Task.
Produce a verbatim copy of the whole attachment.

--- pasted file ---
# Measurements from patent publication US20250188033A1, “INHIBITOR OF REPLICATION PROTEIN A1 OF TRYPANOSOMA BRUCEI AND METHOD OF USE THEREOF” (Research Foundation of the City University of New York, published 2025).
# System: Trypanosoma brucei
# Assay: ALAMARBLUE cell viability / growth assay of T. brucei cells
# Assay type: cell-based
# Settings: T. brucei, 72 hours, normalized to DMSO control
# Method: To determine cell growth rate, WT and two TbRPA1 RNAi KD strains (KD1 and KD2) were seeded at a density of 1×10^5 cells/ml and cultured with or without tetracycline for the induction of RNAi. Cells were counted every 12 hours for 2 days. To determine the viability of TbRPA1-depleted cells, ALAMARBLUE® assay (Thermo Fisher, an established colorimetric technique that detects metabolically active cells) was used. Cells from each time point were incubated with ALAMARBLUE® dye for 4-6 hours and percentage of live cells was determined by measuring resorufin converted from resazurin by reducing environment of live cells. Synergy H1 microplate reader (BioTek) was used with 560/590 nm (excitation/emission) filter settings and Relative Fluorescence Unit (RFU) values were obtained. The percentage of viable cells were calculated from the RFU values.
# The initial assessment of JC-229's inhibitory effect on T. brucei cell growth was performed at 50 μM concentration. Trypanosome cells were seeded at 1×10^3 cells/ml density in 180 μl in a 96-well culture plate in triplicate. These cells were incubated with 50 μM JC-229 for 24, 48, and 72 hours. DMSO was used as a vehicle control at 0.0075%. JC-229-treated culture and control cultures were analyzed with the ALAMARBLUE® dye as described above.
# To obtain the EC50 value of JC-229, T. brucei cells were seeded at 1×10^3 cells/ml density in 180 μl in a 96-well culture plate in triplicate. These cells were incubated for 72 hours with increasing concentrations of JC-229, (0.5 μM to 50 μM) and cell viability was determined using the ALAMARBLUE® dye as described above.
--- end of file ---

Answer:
# Measurements from patent publication US20250188033A1, “INHIBITOR OF REPLICATION PROTEIN A1 OF TRYPANOSOMA BRUCEI AND METHOD OF USE THEREOF” (Research Foundation of the City University of New York, published 2025).
# System: Trypanosoma brucei
# Assay: ALAMARBLUE cell viability / growth assay of T. brucei cells
# Assay type: cell-based
# Settings: T. brucei, 72 hours, normalized to DMSO control
# Method: To determine cell growth rate, WT and two TbRPA1 RNAi KD strains (KD1 and KD2) were seeded at a density of 1×10^5 cells/ml and cultured with or without tetracycline for the induction of RNAi. Cells were counted every 12 hours for 2 days. To determine the viability of TbRPA1-depleted cells, ALAMARBLUE® assay (Thermo Fisher, an established colorimetric technique that detects metabolically active cells) was used. Cells from each time point were incubated with ALAMARBLUE® dye for 4-6 hours and percentage of live cells was determined by measuring resorufin converted from resazurin by reducing environment of live cells. Synergy H1 microplate reader (BioTek) was used with 560/590 nm (excitation/emission) filter settings and Relative Fluorescence Unit (RFU) values were obtained. The percentage of viable cells were calculated from the RFU values.
# The initial assessment of JC-229's inhibitory effect on T. brucei cell growth was performed at 50 μM concentration. Trypanosome cells were seeded at 1×10^3 cells/ml density in 180 μl in a 96-well culture plate in triplicate. These cells were incubated with 50 μM JC-229 for 24, 48, and 72 hours. DMSO was used as a vehicle control at 0.0075%. JC-229-treated culture and control cultures were analyzed with the ALAMARBLUE® dye as described above.
# To obtain the EC50 value of JC-229, T. brucei cells were seeded at 1×10^3 cells/ml density in 180 μl in a 96-well culture plate in triplicate. These cells were incubated for 72 hours with increasing concentrations of JC-229, (0.5 μM to 50 μM) and cell viability was determined using the ALAMARBLUE® dye as described above.